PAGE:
Blood, Guts, and the Tantalizing Thought of Aestheticizing Violence Being a Good Idea | Teen Ink

Blood, Guts, and the Tantalizing Thought of Aestheticizing Violence Being a Good Idea

February 22, 2010
By DevonBriar BRONZE, Moraga, California
DevonBriar BRONZE, Moraga, California
1 article 0 photos 10 comments

Favorite Quote:
Life is a comedy performed for an audience too afraid to laugh.

Boom. Boom. Pow. A large gush of blood comes spurting out of one enemy’s chest; but there is no halt, no pause in the action: another two are already coming out of a nearby house, blood dripping from their mouths. I turn swiftly and fire. Boom, headshot. Bang, bang, bang. Both are down, and quite dead. However, suddenly the display flashes red and blood starts to drip down the screen as my character falls to the ground and proceeds to be eaten— clever zombie, sneaking up like that up from behind.

This is a common scene from practically any of the action-packed, shoot-em-up video games out on the market right now (minus the zombies for some, of course). Many people are worried about this aestheticization of violence, and if it might be affecting the minds of teens in a negative way.

And not just video games; computer games, phone applications, TV, and movies are all aestheticizing violence. Much of the populace views this as a bad thing, and I used to as well: until I really slowed down, and took some time to think about it. Aestheticizing violence isn’t making violent acts beautiful or portraying them in an appealing manner; it is simply letting the viewer or reader be more aware of the brutality taking place. Furthermore, it allows us deeper thought and insight as to why the bloodshed is occurring.

Take, for example, the movie Inglourious Basterds. It’s a fantastic movie by Quentin Tarantino, a director who is quite notable for his use of large amounts of blood and gore in his films, and Inglourious Basterds was no exception. However, the bloodshed in the movie (and, in fact, all of his movies) is utilized in order to portray a point more clearly, and make the events have far more significance.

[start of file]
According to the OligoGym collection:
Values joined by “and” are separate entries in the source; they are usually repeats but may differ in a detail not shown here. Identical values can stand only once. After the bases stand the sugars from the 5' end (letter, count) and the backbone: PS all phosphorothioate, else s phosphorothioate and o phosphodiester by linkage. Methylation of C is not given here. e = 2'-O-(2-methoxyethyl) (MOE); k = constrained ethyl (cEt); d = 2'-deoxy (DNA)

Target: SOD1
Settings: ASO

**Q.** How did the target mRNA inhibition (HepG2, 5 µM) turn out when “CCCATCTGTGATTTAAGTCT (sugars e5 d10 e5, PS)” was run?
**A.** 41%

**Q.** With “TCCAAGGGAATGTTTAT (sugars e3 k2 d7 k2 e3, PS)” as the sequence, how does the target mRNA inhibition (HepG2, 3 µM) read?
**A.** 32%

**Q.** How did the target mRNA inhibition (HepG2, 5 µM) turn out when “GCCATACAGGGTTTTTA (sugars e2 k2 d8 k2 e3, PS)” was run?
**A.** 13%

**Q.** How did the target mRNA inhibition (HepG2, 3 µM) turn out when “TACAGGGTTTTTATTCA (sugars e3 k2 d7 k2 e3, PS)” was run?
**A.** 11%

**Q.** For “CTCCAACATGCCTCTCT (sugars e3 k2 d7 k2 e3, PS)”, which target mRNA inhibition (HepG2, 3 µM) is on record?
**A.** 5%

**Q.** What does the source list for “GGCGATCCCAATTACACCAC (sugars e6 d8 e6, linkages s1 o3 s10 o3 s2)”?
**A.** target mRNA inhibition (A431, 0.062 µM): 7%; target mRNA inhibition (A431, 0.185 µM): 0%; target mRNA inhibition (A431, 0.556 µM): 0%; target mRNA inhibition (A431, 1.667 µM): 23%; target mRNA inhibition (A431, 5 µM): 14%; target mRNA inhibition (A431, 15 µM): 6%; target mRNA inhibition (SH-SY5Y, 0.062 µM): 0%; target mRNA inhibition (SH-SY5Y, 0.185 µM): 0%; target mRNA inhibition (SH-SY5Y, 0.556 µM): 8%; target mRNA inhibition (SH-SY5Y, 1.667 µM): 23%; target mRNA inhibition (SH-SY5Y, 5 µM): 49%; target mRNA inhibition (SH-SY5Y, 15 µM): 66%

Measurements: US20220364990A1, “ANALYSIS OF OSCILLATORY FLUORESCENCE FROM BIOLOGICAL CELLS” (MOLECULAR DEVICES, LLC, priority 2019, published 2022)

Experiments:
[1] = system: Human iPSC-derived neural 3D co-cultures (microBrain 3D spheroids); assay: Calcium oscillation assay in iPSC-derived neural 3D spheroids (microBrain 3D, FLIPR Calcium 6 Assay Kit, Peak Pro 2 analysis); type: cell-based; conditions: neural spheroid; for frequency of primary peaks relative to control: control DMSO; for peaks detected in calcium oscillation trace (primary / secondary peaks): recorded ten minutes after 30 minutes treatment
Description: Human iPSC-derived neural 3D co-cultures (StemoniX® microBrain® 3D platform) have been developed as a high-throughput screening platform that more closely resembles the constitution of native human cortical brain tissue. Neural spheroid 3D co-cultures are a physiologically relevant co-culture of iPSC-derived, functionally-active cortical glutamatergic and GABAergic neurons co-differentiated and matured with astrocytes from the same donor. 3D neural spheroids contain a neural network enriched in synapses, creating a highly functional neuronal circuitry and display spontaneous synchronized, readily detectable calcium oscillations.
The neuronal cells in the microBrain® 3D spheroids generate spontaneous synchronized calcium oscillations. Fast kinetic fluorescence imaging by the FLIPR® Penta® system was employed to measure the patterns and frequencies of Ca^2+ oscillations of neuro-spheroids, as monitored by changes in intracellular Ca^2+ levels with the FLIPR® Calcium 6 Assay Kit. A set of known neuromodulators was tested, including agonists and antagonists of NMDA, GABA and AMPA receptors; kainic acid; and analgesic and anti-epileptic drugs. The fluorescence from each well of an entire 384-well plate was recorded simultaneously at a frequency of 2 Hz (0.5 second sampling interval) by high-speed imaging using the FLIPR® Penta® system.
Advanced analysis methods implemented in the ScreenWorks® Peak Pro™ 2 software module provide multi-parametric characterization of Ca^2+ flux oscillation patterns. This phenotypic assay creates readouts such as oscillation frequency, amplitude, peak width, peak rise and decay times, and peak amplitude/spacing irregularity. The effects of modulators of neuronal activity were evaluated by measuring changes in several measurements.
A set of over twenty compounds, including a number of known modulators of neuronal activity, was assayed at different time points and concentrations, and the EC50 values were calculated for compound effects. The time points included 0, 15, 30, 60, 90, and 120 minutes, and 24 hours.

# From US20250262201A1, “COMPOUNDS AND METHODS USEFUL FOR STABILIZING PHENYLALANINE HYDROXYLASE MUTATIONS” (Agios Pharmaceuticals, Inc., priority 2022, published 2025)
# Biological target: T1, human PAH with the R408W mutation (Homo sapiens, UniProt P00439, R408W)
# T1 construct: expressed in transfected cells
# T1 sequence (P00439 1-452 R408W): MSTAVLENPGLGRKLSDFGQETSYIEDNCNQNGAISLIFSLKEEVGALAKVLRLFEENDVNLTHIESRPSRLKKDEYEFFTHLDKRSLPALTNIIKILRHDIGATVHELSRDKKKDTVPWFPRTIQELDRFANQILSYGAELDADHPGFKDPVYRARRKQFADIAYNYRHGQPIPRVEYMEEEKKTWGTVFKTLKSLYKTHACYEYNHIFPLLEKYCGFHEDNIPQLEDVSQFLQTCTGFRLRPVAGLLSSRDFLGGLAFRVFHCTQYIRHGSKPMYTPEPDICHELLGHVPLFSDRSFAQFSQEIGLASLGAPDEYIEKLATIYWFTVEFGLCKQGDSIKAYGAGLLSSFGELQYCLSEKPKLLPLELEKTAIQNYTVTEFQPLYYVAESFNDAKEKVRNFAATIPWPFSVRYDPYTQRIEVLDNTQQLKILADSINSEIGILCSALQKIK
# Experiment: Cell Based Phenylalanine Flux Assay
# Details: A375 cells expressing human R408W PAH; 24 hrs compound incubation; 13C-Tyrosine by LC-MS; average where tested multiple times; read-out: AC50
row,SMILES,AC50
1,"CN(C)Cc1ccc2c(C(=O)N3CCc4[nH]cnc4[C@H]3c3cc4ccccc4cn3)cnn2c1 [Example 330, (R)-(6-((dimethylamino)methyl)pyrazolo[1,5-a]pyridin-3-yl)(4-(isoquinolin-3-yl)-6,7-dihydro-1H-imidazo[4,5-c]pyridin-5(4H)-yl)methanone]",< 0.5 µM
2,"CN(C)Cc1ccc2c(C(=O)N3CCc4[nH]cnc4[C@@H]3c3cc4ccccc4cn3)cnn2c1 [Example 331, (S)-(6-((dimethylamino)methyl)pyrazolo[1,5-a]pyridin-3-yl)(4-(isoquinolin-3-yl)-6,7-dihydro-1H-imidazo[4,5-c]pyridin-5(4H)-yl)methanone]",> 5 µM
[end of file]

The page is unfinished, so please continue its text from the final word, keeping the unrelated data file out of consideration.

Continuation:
Also, take a look at the book/movie A Clockwork Orange. It is an obscenely violent novel and film, full of rape and murder. However, without such terrible events transpiring, Alex’s (the main character) redemption by the end of the book would not be nearly as significant as it is, and the lessons that lead to this ultimate recovery would not have been possible to learn.

Even in video games, such as Left 4 Dead 2, where there is less, but still a substantial amount of blood and gore, the fighting is used to portray a sense of urgency, which is rather crucial to its storyline and to a zombie-survival game in general.

In all of these, I’m not trying to preach that violence is good; I’m merely attempting to convey that it can be utilized to widen the breadth and depth of human emotion, thought, and ideals for the viewer. And if that is a problem, then I’m pretty sure that there is a far larger fight to pick; such as with anybody who has contributed in any way to humanity over the past century. Boom. Boom. Pow.

The author's comments:
I wrote this piece because I enjoy challenging myself. I have seen tons of different articles on the internet, in newspapers, and in magazines about how the aestheticization of violence is a bad thing, so I decided to write one about how it can be viewed as something good. Although it was not my original point of view on the topic, after having written this article, it is now another one of my (seemingly crazy) beliefs.

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